UC Davis reactor gets a role in Mars mission

Davis Mclellan Reacotr
Credit: UC Davis Rocket parts are prepared for neutron radiography at UC Davis’ McClellan Nuclear Radiation Center. The reactor can find tiny flaws inside solid components.

As NASA prepares for manned missions into deep space, UC Davis’ McClellan Nuclear Research Center is playing an integral role in the groundwork.

The center recently helped develop a technique for performing neutron radiography on a breakable ring used in rocket stage separation. After the launch sequence, different modules will separate from each other when an explosive core in the ring detonates. Such rings will eventually be used on Orion, the spacecraft intended to bring humans to Mars in the 2030s, and likely also will be tested at MNRC.

Because of its vital role in the mission, the ring must be flawless.

“These are flight critical parts,” said David Kametz, manager of project engineering-separation systems for Simsbury, Connecticut-based Ensign-Bickford Aerospace & Defense, which is building parts for NASA. “In other words, they have to work. So we do everything we can to put all the requirements in place to make sure that any possibility of a flaw gets detected.”

The neutron beams from the center’s nuclear reactor are able to uncover much more than an X-ray. Neutron radiography is capable of imaging light elements (like water and carbon) and heavy elements (lead, titanium), giving it a wide range of applications.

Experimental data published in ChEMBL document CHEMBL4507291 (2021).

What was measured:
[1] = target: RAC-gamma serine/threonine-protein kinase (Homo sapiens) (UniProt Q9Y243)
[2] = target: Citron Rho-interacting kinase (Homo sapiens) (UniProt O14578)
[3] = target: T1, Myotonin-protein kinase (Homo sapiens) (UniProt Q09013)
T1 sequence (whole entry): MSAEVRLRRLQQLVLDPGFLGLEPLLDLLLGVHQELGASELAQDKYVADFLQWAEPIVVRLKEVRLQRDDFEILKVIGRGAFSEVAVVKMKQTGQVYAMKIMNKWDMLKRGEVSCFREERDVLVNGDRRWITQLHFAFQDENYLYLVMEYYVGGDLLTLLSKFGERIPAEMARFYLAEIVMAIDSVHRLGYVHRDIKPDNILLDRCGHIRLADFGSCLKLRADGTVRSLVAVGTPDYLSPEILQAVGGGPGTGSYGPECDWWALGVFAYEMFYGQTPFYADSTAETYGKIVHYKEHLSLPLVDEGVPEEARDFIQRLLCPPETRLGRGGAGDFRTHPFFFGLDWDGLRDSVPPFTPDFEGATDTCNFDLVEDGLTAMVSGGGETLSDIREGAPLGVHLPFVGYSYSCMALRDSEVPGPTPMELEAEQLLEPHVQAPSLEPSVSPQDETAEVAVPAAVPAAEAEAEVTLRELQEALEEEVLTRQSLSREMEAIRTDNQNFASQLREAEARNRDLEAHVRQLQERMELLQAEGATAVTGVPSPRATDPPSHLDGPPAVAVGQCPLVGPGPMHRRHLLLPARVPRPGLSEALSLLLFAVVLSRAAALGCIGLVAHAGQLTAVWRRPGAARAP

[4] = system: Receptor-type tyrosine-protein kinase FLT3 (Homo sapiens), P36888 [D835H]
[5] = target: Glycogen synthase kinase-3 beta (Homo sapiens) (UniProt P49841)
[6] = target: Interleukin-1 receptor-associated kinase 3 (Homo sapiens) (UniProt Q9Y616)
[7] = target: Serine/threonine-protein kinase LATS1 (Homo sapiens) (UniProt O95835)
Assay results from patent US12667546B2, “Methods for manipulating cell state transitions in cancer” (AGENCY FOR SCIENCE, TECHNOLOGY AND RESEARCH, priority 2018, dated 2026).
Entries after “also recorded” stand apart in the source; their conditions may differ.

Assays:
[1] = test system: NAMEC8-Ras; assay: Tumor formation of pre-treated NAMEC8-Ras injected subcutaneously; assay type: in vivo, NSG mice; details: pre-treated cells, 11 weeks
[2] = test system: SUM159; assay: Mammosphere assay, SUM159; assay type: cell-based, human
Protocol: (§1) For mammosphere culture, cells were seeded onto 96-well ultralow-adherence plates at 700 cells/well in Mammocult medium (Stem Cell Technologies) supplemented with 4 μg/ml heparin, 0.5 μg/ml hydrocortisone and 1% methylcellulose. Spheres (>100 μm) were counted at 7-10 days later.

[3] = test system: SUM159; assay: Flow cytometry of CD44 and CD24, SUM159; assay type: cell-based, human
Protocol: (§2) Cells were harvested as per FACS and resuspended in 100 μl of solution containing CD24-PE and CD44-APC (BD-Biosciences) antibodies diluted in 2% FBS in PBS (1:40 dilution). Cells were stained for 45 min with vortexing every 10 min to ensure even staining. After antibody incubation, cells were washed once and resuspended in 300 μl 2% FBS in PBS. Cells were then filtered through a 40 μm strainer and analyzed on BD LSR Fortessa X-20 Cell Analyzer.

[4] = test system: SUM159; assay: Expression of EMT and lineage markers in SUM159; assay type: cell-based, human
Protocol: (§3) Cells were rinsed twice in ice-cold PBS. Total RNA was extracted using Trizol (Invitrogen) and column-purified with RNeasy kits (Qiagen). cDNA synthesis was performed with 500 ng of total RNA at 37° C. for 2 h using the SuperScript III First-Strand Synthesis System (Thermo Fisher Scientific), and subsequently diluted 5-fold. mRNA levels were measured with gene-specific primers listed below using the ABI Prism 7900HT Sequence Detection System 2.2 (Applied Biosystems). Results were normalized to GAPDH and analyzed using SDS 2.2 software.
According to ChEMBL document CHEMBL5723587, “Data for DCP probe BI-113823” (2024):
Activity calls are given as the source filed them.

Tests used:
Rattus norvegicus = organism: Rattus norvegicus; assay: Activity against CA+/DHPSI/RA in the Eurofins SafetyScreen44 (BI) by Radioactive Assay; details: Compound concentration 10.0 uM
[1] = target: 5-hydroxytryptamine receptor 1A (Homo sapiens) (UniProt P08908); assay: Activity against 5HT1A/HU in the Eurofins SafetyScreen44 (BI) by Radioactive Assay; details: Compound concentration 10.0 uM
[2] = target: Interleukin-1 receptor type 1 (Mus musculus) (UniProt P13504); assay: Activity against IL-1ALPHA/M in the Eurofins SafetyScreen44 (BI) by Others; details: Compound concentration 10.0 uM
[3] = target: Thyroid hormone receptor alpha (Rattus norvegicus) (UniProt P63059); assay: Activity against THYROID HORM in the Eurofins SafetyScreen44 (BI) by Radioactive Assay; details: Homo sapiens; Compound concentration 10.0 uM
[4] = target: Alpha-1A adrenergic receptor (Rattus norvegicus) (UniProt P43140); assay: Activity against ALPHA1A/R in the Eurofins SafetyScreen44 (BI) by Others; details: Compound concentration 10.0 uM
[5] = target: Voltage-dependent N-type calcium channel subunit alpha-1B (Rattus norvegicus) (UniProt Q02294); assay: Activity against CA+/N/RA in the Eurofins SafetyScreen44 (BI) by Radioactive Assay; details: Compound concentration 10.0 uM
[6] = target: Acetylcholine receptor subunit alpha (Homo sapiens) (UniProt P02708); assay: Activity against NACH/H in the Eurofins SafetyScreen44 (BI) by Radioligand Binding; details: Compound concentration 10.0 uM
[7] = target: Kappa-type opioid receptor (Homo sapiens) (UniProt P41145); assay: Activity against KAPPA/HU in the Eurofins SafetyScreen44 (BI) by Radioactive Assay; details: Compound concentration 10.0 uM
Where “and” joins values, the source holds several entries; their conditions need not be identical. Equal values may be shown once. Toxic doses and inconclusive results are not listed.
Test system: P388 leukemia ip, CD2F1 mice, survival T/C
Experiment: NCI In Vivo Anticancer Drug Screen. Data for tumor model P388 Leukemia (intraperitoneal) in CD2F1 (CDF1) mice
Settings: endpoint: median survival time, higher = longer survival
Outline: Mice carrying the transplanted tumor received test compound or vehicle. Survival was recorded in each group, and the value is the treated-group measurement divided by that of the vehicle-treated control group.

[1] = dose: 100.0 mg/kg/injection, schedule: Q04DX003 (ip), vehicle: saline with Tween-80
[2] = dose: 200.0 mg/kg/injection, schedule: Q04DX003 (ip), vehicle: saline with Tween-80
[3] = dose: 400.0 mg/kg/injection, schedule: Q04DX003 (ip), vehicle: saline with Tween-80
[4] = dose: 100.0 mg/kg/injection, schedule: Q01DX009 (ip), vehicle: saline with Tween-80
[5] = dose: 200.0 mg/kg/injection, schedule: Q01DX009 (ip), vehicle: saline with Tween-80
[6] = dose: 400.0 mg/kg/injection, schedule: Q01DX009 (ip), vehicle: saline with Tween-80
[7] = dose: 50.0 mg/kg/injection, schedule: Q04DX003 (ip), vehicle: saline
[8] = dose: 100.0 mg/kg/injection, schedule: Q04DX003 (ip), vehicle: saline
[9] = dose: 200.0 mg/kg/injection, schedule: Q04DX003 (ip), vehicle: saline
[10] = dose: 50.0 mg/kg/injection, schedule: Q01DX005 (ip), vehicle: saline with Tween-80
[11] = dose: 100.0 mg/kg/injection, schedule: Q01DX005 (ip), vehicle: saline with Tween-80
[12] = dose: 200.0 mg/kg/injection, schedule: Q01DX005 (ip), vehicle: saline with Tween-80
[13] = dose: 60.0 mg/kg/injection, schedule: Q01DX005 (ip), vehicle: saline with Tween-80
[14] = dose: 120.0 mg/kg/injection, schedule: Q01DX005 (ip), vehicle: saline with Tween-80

“It can be very precise,” said Hal Bollman, senior reactor operator and facility manager of the MNRC, which is owned and operated by UC Davis. “Our imaging screens are capable of — and standardized for — about 100 micron resolution, about 4 thousandths [.004] of an inch.”

That is just how pinpointed NASA needs its testing, added Kametz, noting that for a part to be deemed unusable, the flaw would have to be within 50 thousandths of an inch (.05).

The frangible ring that was tested is 18 feet in diameter, separated into quadrants. Orion’s ring will be the same size, but divided in three. Because the facility was created for planes on the former Air Force base, the size of the space gives it the added benefit of being able to test large-scale parts.

And though each part was previously individually tested, NASA is requesting proof nothing harmful happened when the stainless steel tube with rubber bladder and explosive core was assembled within the ring.

“They need to have full confidence that the part is ready to go,” said Kametz. “These guys are the only ones we’ve found who are able to shoot these parts.”